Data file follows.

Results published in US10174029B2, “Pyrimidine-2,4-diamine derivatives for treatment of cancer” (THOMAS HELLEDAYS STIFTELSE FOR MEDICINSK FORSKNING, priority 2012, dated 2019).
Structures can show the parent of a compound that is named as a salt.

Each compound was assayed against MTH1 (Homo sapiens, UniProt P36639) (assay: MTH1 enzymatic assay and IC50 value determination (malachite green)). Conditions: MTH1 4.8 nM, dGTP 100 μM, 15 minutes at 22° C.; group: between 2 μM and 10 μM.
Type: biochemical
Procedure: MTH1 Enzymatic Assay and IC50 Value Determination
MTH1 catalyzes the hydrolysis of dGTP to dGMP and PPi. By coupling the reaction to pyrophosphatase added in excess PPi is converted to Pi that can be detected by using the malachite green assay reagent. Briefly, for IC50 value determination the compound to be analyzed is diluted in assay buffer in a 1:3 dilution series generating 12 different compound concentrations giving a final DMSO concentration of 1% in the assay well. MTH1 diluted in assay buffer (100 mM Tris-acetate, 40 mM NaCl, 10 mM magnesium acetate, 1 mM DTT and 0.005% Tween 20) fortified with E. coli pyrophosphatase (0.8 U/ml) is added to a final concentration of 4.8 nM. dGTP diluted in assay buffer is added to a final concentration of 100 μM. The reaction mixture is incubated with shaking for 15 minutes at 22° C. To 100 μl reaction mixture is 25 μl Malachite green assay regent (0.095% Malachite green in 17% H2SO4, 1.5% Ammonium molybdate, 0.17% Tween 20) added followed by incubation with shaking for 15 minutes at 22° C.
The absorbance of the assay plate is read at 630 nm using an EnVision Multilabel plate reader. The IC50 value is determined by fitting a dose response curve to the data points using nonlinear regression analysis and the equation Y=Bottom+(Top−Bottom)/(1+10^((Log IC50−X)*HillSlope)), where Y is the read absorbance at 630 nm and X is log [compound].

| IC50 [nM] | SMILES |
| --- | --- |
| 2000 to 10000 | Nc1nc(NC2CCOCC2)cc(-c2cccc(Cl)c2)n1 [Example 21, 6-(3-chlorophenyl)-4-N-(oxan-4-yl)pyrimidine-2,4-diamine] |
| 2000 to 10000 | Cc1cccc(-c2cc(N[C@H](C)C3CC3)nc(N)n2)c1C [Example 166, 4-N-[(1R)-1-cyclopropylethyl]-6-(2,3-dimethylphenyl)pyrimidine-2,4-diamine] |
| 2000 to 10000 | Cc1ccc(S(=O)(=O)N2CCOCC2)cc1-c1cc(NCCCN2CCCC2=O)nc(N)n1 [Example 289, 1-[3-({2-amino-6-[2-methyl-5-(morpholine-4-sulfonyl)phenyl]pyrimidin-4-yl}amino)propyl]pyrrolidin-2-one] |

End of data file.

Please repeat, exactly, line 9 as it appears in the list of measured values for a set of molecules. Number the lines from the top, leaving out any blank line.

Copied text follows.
| --- | --- |